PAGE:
Connecticut is the southernmost state in the New England region of the northeastern United States. As of the 2010 Census, it has the highest per-capita income, Human Development Index (0.962), and median household income in the United States. It is bordered by Rhode Island to the east, Massachusetts to the north, New York to the west, and Long Island Sound to the south. Its capital is Hartford and its most populous city is Bridgeport. It is part of New England, although portions of it are often grouped with New York and New Jersey as the tri-state area. The state is named for the Connecticut River which approximately bisects the state. The word "Connecticut" is derived from various anglicized spellings of an Algonquian word for "long tidal river".

Cheshire High School Public school in Cheshire, Connecticut, United States

Cheshire High School is a comprehensive public high school serving approximately 1,538 students; it is the sole comprehensive high school of Cheshire Public Schools.

Soccer development service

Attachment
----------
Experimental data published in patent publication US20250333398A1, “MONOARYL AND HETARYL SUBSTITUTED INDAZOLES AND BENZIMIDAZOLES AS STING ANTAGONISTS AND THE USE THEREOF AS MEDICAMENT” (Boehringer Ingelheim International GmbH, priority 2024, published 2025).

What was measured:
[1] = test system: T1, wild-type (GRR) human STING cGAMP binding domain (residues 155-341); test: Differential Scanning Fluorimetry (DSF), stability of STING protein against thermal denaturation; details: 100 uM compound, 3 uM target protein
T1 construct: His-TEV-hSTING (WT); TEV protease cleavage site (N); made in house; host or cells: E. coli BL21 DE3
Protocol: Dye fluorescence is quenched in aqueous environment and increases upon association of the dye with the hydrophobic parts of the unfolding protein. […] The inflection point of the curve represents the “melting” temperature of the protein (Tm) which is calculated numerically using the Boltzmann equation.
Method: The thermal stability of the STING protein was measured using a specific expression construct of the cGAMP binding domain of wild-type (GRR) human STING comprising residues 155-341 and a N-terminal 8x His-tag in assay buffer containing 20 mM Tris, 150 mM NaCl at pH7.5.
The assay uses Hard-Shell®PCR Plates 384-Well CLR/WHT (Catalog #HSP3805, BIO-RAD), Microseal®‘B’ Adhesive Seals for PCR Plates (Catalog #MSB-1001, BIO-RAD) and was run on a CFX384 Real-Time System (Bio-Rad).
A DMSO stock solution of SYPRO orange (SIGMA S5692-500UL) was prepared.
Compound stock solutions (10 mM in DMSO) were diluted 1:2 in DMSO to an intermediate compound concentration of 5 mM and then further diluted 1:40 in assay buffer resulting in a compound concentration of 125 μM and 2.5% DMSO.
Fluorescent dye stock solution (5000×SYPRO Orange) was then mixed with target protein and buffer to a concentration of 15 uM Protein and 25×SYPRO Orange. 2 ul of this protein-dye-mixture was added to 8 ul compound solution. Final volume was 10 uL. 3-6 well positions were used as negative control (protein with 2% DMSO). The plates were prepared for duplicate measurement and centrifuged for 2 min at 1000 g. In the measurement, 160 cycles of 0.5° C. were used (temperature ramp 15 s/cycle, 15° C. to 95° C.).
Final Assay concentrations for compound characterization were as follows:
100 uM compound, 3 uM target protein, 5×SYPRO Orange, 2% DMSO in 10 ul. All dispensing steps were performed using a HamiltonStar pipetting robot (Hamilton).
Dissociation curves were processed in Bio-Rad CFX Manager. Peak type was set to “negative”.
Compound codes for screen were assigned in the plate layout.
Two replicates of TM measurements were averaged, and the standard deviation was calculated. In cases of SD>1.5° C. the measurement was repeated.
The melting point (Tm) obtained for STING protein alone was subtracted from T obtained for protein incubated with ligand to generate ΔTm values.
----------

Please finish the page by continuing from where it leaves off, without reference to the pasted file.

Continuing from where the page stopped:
Gulati has a longstanding involvement in the administration of the United States Soccer Federation, with former USSF president and Major League Soccer founder Alan Rothenberg calling Gulati "the single most important person in the development of soccer in this country". [7] Gulati first became involved with the USSF through his employment as a youth coach and administrator in local Connecticut leagues while attending college. [8] Gulati became a prominent volunteer federation staffer and adviser in the 1980s during the presidency of Werner Fricker, and began working in the game full-time upon taking the job of deputy commissioner of Major League Soccer when the league was formed following the 1994 FIFA World Cup hosted by the U.S., which Gulati played a major role in organizing.